The emergency legislation: a comment
The Society's Criminal Law Committee's response to the 2010 Act
The Government's response to Cadder, the Criminal Procedure (Legal Assistance, Detention and Appeals) (Scotland) Act 2010, entered into law four days after the Cadder decision.
The bill was debated and passed in half a day. The detention period has been extended from six hours to 12, with a further 12 hours permitted by a senior police officer, though there was no clear evidence that a six hour detention period was inadequate. The Lord Advocate's interim guidelines, introduced in June after the Cadder hearing, have seen detainees able to access advice from a solicitor within that period, through the work and commitment of police and solicitors working together.
Placing this right to advice from a solicitor in statute was welcome. However, the extension of the detention period, without clear evidence or public debate, is entirely unwarranted. In England & Wales, which allows a period of detention of 36 hours and further on application to a magistrate, there is an initial review at six hours. No such protection is offered to detainees in Scotland, who may now be held for up to two or four times the limit permitted in Scotland over the last three decades.
Much as the extension of the detention period was not justified by the Cadder judgment, the same with the sections on appeals in the emergency legislation. The Scottish Criminal Cases Review Commission is bound by law to "have regard to the need for finality and certainty in the determination of criminal proceedings", a requirement which covers all criminal cases and not just those dealing with admissibility of evidence during detention. Moreover, the High Court will be able to deny any referrals from the Commission. This is despite Lord Rodger making it clear in his judgment in Cadder that it was not for the Supreme Court to comment on the Commission's approach.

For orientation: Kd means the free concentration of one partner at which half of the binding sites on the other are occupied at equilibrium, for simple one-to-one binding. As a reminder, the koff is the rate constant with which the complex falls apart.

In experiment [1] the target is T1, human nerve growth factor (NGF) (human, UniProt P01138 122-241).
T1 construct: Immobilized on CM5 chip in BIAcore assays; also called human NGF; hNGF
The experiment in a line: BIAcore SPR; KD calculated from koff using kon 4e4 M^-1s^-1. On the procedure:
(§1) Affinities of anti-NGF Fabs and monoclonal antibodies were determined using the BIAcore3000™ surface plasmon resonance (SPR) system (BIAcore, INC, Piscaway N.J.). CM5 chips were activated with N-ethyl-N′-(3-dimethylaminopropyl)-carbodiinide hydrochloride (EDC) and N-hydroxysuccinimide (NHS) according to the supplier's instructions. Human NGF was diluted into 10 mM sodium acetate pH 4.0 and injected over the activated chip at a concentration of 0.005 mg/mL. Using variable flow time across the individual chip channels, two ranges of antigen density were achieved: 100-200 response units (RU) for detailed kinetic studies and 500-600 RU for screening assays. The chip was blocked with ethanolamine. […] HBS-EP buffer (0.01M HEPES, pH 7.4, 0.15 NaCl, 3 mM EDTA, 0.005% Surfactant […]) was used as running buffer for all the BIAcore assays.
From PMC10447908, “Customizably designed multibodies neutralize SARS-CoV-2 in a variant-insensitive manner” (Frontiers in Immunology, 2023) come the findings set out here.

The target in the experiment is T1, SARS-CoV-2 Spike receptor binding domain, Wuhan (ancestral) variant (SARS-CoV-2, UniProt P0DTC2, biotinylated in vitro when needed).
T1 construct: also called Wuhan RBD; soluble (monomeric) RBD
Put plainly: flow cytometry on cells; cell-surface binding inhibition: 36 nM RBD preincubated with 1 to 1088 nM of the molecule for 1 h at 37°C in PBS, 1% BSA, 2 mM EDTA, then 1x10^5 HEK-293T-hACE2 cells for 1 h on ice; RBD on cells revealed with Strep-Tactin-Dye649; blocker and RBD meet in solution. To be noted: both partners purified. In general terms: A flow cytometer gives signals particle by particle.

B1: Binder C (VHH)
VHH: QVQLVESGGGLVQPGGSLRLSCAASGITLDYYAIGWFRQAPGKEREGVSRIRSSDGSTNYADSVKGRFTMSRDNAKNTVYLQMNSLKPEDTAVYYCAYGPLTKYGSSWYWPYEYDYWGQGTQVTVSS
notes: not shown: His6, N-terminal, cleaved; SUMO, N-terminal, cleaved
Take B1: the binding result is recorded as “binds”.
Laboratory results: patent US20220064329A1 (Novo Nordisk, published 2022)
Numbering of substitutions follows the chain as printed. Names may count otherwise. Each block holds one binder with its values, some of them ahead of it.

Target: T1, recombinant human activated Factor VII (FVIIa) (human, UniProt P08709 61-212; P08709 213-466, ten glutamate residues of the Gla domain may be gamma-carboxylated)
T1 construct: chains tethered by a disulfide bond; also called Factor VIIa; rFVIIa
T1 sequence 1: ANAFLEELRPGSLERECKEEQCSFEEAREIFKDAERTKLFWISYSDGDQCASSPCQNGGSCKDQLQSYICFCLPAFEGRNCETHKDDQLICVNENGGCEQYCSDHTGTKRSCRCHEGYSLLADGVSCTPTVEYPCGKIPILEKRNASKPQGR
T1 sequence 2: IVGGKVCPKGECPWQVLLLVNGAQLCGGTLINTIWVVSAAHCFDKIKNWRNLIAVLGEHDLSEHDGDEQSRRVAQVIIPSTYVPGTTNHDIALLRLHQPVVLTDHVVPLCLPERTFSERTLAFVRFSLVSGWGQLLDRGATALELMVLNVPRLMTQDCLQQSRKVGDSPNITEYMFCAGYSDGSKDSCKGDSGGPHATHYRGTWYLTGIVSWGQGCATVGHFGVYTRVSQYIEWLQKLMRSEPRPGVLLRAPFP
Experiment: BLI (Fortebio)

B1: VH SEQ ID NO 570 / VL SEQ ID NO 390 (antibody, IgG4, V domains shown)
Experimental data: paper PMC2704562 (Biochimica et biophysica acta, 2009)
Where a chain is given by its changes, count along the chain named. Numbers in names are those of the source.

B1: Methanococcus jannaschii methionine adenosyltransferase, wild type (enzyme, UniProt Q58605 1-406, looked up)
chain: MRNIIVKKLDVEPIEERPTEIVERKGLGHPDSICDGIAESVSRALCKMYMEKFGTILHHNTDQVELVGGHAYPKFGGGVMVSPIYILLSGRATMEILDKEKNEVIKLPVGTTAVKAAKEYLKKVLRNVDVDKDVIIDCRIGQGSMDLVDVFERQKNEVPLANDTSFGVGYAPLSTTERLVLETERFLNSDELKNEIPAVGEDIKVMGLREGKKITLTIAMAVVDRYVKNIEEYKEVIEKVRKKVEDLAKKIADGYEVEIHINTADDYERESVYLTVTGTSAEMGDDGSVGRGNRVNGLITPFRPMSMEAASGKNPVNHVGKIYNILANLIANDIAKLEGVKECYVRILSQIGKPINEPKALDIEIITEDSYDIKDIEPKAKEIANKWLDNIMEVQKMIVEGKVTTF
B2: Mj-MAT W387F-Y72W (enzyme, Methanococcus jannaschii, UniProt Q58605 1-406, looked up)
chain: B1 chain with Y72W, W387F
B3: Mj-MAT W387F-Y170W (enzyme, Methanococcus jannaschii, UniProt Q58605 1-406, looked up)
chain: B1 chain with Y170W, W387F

While it has been argued that the "anomaly" of the Scotland Act 1998, which requires government not to contravene the European Convention on Human Rights and allows a London-based court to adjudicate, the plain fact is that whether decided in a court in London or in Strasbourg, a system which did not allow detainees to access advice from a solicitor was and is unacceptable.
The judgment of the European Court of Human Rights in Salduz v Turkey made the principle of access to legal advice clear. JUSTICE showed in its intervention in Cadder that other European countries which did not allow detainees access to a solicitor have, since Salduz, been changing their laws to accommodate that right. As Lord Hope said: "If Scotland were not to follow the example of the others, it would be almost alone among all the member states in not doing so."
In response to a judgment that held that the rights of detainees in Scotland are being breached, legislation is introduced that will, on the one hand, protect that right and, on the other, erode the rights of detainees and victims of miscarriages of justice.
With two years since the judgment in Salduz, and a year since government agencies started to discuss the implications of that decision, it is an immeasurable disservice to the Scottish criminal justice system that these unwarranted changes have been rushed in over the course of seven days. Emergency legislation requires an emergency: the hope is that Lord Carloway's review considers these issues with the gravity that they deserve.
In this issue
- In the wee small hours
- Keeping the law in line
- Only a civil matter?
- Mapping the future
- Rights under question
- What help?
- Shunned lifelines
- The whole deal
- The limits of privilege
- Drugs: a user issue
- Law reform update
- Constitution out for views again
- Tackling bullying and harassment
- First registered paralegals confirmed
- Mediation lawyers can apply
- Look out for the rules reviews
- From the Brussels office
- Are they being served?
- Ask Ash
- Paper, pixel and process
- Check yourself
- Call for restraint
- A step back from compensation?
- Key to compliance
- Website review
- Resource issue
- Book reviews
- Stand up and be counted
- Cool drafting
- Partners in purchase